AOM French Airlines

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AOM French Airlines
AOM french logo.svg
IATA
IW
ICAO
AOM
Callsign
French Lines
Founded 1988
Commenced operations 1990
Ceased operations 2001
Hubs Orly Airport
Frequent-flyer program Qualiflyer
Fleet size 34
Destinations 24
Headquarters Building 363
Orly Airport
Paray-Vieille-Poste

AOM French Airlines (previously Air Outre-Mer) was the second largest airline in France from 1990 until 2001. Its head office was located in Building 363 at Orly Airport, Paray-Vieille-Poste.[1][2][3]

History[edit]

Air Outre Mer (AOM) was founded in 1988 in the French overseas département of the island of Réunion and began scheduled passenger service in 1990 with a McDonnell Douglas DC-10-30 and a Dornier Do 228. In October 1991, Air Outre Mer merged with Air Minerve, a French airline which was based at Orly and had operated since 1975. The two companies began operating under the name AOM French Airlines although the administrative name was "AOM-Minerve S.A.". Air Minerve was the first airline to compete directly with Air Inter on the French domestic airline market by opening a Paris (Orly) - Nice route in May 1990. In February 1999, Swissair acquired a 49% stake in the airline as a part of its "hunter strategy". For most of the decade, the airline fiercely competed with Air France on both the French domestic market and on the air routes to the French overseas territories. Due to inappropriate fleet management and overcapacity, the airline quickly accumulated huge debts and consequently ceased operations in 2001 (possibly as a result of the bursting of the dot-com bubble and the early 2000s recession which followed)[citation needed]. The airline's final bankruptcy was approved after several months of strikes.[citation needed]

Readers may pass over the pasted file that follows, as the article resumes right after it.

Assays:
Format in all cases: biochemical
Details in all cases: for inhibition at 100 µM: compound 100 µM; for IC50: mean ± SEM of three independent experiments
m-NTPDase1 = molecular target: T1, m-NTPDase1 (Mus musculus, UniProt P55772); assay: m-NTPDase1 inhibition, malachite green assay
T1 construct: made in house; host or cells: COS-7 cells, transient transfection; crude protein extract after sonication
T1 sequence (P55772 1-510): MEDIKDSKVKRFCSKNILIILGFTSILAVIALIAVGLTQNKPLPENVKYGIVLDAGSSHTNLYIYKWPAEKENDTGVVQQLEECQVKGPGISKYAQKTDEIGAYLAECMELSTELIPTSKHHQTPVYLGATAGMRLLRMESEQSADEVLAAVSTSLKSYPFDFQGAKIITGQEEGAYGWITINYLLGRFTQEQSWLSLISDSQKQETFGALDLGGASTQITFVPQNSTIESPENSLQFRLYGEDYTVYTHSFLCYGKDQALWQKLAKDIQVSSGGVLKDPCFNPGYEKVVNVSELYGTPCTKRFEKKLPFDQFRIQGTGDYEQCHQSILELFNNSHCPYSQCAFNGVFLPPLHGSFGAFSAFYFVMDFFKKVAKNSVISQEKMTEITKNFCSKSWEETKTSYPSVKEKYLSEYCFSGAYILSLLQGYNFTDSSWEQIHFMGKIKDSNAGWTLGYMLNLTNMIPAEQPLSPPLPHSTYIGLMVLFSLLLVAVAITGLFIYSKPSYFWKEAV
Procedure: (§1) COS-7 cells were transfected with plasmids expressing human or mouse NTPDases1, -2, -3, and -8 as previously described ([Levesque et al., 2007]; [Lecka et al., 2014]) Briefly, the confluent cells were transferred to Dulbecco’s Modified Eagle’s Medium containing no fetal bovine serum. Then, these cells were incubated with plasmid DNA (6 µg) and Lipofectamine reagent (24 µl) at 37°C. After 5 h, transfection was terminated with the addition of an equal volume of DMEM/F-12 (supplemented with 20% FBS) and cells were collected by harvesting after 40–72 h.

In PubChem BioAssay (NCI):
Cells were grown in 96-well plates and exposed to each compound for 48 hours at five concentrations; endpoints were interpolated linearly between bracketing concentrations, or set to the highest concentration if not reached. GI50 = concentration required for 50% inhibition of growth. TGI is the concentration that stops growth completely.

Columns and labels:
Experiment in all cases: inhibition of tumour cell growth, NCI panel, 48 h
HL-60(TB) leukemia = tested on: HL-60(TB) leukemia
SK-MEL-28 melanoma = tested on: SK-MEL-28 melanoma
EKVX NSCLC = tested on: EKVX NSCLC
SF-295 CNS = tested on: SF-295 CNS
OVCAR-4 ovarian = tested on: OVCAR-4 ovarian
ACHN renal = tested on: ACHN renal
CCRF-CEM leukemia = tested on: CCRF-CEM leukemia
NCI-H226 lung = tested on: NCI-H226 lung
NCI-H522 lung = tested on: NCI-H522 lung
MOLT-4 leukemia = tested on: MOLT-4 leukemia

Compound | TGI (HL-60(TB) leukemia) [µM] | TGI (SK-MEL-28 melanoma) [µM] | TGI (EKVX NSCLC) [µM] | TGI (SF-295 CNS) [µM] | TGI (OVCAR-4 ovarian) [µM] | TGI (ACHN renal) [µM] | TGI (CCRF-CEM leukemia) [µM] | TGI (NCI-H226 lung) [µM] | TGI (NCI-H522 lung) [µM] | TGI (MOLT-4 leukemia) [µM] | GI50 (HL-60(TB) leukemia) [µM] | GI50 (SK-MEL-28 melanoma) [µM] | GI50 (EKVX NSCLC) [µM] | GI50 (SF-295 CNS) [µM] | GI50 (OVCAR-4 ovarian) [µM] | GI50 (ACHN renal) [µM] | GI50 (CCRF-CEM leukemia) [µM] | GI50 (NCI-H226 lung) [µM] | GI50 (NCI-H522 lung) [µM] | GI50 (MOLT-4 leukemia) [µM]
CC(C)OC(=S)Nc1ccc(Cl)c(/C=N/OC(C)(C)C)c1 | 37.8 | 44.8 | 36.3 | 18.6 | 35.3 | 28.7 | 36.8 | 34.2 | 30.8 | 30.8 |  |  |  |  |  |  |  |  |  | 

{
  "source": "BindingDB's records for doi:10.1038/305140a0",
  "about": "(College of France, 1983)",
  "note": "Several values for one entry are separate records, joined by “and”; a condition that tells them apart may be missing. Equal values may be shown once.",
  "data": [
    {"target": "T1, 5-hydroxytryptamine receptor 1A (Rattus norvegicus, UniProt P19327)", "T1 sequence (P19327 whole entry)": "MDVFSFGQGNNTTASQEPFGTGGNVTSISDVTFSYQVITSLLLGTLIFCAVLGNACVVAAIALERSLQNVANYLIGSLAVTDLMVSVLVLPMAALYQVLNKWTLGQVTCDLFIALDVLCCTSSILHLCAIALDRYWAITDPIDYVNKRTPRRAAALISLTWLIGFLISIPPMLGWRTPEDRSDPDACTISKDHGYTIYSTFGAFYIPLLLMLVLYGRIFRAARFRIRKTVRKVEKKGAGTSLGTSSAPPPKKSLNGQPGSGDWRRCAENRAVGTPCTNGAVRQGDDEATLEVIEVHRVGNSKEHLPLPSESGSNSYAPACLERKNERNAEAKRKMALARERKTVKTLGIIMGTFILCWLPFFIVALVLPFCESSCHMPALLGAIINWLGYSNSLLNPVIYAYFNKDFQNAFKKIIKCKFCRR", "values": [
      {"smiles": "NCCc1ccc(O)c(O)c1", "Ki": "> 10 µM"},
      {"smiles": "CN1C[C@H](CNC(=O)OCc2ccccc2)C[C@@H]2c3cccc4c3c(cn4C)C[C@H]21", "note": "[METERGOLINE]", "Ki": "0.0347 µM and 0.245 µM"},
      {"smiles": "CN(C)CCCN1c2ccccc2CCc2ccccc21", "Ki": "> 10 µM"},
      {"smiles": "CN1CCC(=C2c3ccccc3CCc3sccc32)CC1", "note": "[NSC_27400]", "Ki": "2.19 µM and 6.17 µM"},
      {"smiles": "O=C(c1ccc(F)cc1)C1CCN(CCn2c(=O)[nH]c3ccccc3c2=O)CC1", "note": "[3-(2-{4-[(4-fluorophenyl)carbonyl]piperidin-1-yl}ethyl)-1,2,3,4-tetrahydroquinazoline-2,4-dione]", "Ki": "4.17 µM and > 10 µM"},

On 25 March 2001 AOM changed its name to "Air Liberté."[4] On 22 September 2001 Air Liberté and AOM French Airlines merged into Airlib.[5]

AOM's disappearance was followed by several other French airlines such as Aeris, Air Littoral, and Euralair in the next several years, leaving Air France, Corsair (now Corsairfly) and Star Airlines (now XL Airways France) as the only three largest remaining airlines in France, as of today.

Destinations[edit]

France[edit]

French overseas departments and territories[edit]

International routes[edit]

 Australia
 Bahamas
 Cuba
 Dominican Republic
 Ecuador
 Japan
 Libya
 Maldives
 Sri Lanka
  Switzerland
 Thailand
 United States
 Vietnam

Accidents and incidents[edit]

Fleet[edit]

The AOM French Airlines fleet included the following equipment:

References[edit]

  1. ^ "World Airline Directory 1999." Flight International. 2000. 363.
  2. ^ "Nos coordonnées agences en "France Métropolitaine "." AOM French Airlines. Retrieved on 15 May 2010. "SIEGE Bâtiment 363 B.P. 854 94 551 ORLY AEROGARE CEDEX"
  3. ^ "Résultat de votre recherche." Le Journal officiel électronique authentifié. Retrieved on 15 May 2010. "Siège social : compagnie Air Lib, bâtiment 363, zone centrale à l’aéroport d’Orly, 91550 Paray-Vieille-Poste."
  4. ^ "Home." AOM French Airlines. 6 May 2001. Retrieved on 15 May 2010. "Le 25 Mars 2001 AOM change de nom et devient Air Liberté."
  5. ^ "Découvrir Air Liberté." Air Liberté. 23 February 2002. Retrieved on 15 May 2010. "Le 22 Septembre 2001, AOM et AIR LIBERTE ont donné naissance à une nouvelle compagnie aérienne qui porte désormais le nom AIR LIB."
  6. ^ "INFORME FINAL ACCIDENTE AEROPUERTO LA AURORA, PISTA 19 CIUDAD DE GUATEMALA, GUATEMALA." (Archive) Dirección General de Aeronáutica Civil. Retrieved on 13 June 2011.
  7. ^ http://query.nytimes.com/gst/fullpage.html?res=9D01E6DA163BF933A2575AC0A962958260

External links[edit]